Intercept Service

wdio-intercept-service is a 3rd party package, for more information please see GitHub | npm

🕸 Capture and assert HTTP ajax calls in

This is a plugin for If you don't know it yet, check it out, it's pretty cool.

Although selenium and webdriver are used for e2e and especially UI testing, you might want to assess HTTP requests done by your client code (e.g. when you don't have immediate UI feedback, like in metrics or tracking calls). With wdio-intercept-service you can intercept ajax HTTP calls initiated by some user action (e.g. a button press, etc.) and make assertions about the request and corresponding resposes later.

There's one catch though: you can't intercept HTTP calls that are initiated on page load (like in most SPAs), as it requires some setup work that can only be done after the page is loaded (due to limitations in selenium). That means you can just capture requests that were initiated inside a test. If you're fine with that, this plugin might be for you, so read on.


  • v5.x.

Heads up! If you're still using v4, please use the v2.x branch of this plugin!


npm install wdio-intercept-service -D


It should be as easy as adding wdio-intercept-service to your wdio.conf.js:

exports.config = {
// ...
services: ['intercept']
// ...

and you're all set.

Once initialized, some related functions are added to your browser command chain (see API).


Example usage:

browser.setupInterceptor(); // capture ajax calls
browser.expectRequest('GET', '/api/foo', 200); // expect GET request to /api/foo with 200 statusCode
browser.expectRequest('POST', '/api/foo', 400); // expect POST request to /api/foo with 400 statusCode
browser.expectRequest('GET', /\/api\/foo/, 200); // can validate a URL with regex, too'#button'); // button that initiates ajax request
browser.pause(1000); // maybe wait a bit until request is finished
browser.assertRequests(); // validate the requests

Get details about requests:

var request = browser.getRequest(0);
assert.equal(request.method, 'GET');
assert.equal(request.response.headers['content-length'], '42');

Supported browsers#

It should work with somewhat newer versions of all browsers. Please report an issue if it doesn't seem to work with yours.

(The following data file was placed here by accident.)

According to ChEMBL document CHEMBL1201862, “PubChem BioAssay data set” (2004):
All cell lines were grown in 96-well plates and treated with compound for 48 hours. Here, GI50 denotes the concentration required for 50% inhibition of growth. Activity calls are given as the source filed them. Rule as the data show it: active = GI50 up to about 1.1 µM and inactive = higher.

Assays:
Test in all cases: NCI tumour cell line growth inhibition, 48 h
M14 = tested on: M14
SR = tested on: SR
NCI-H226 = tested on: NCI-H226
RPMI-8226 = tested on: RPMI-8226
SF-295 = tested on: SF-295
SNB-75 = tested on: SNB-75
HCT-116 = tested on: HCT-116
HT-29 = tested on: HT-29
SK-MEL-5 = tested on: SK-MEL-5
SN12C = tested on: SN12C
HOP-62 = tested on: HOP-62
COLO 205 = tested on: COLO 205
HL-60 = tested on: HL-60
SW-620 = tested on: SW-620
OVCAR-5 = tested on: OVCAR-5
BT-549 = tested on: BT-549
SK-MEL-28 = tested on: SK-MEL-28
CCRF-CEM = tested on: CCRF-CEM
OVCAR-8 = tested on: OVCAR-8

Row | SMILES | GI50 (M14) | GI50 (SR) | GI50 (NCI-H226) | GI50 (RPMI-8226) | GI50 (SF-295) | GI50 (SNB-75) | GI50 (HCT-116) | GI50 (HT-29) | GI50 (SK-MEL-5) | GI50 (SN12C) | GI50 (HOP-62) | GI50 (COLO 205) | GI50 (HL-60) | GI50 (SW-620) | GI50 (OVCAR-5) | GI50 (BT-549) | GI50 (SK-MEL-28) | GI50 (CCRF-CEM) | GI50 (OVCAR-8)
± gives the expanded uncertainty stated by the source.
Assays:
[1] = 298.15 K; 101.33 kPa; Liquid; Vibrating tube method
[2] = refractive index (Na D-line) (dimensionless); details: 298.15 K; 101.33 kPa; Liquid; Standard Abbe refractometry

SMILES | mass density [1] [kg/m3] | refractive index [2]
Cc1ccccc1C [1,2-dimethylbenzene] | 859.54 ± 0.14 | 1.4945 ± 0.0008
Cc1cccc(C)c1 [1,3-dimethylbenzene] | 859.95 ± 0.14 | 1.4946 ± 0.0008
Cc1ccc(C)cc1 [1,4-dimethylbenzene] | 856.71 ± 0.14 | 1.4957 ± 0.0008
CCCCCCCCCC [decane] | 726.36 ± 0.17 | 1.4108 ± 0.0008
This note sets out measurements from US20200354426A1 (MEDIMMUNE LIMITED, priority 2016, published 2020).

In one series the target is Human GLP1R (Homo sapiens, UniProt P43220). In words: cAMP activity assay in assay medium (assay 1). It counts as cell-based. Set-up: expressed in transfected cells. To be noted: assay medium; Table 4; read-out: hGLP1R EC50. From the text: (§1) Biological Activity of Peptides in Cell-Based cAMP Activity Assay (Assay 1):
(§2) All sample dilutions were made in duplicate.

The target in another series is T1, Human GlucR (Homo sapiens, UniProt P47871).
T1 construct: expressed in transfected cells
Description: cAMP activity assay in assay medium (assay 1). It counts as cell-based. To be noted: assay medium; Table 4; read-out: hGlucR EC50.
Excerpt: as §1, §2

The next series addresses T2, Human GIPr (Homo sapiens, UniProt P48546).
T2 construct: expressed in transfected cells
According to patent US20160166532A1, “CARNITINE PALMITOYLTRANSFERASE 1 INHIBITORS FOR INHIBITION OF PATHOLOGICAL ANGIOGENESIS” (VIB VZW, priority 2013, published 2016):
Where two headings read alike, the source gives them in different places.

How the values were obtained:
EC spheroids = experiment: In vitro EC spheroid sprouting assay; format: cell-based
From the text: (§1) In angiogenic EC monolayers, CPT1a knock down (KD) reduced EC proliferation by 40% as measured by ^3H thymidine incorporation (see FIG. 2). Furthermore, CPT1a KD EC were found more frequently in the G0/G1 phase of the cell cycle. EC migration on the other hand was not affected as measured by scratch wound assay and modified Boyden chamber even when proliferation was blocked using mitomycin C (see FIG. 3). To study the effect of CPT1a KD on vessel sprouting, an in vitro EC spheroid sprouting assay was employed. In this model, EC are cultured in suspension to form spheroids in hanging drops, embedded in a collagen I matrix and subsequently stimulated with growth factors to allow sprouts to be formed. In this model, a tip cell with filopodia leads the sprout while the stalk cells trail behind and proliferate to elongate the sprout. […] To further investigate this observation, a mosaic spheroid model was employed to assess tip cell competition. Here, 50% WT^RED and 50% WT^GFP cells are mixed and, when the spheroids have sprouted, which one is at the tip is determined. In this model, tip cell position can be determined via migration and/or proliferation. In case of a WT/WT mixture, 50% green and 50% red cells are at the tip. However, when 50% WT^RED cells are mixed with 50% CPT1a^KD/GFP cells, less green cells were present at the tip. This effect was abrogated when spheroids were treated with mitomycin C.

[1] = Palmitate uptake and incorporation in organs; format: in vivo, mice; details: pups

Captures ajax calls in the browser. You always have to call the setup function in order to assess requests later.

browser.expectRequest(method: string, url: string, statusCode: number)#

Make expectations about the ajax requests that are going to be initiated during the test. Can (and should) be chained. The order of the expectations should map to the order of the requests being made.

  • method (String): http method that is expected. Can be anything accepts as first argument.
  • url (String|RegExp): exact URL that is called in the request as a string or RegExp to match
  • statusCode (Number): expected status code of the response


Helper method. Returns all the expectations you've made up until that point


Helper method. Resets all the expectations you've made up until that point


Call this method when all expected ajax requests are finished. It compares the expectations to the actual requests made and asserts the following:

  • Count of the requests that were made
  • The order of the requests
  • The method, the URL and the statusCode should match for every request made

browser.assertExpectedRequestsOnly(inOrder?: boolean)#

Similar to browser.assertRequests, but validates only the requests you specify in your expectRequest directives, without having to map out all the network requests that might happen around that. If inOrder equals to true (default), the requests are expected to be made in the same order as they were setup with expectRequest.

browser.getRequest(index: number)#

To make more sophisticated assertions about a specific request you can get details for a specific request after it is finished. You have to provide the index of the request you want to access in the order the requests were initiated (starting with 0).

  • index (Number): number of the request you want to access

Returns request object:

  • request.url: requested URL
  • request.method: used HTTP method
  • request.body: payload/body data used in request
  • request.headers: request http headers as JS object
  • request.response.headers: response http headers as JS object
  • request.response.body: response body (will be parsed as JSON if possible)
  • request.response.statusCode: response status code

A note on request.body: wdio-intercept-service will try to parse the request body as follows:

  • string: Just return the string ('value')
  • JSON: Parse the JSON object using JSON.parse() (({ key: value }))
  • FormData: Will output the FormData in the format { key: [value1, value2, ...] }
  • ArrayBuffer: Will try to convert the buffer to a string (experimental)
  • Anything else: Will use a brutal JSON.stringify() on your data. Good luck!

For the fetch API, we only support string and JSON data!


Get all captured requests as an array.

Returns array of request objects.

TypeScript support#

This plugin provides its own TS types. Just point your tsconfig to the type extensions like mentioned here:

"compilerOptions": {
// ..
"types": ["node", "webdriverio", "wdio-intercept-service"]

Running the tests#

A compatible browser (Firefox, Chrome) has to be installed. Also install selenium standalone via:

node_modules/.bin/selenium-standalone install


yarn test # npm test works as well :)


I'm happy for every contribution. Just open an issue or directly file a PR.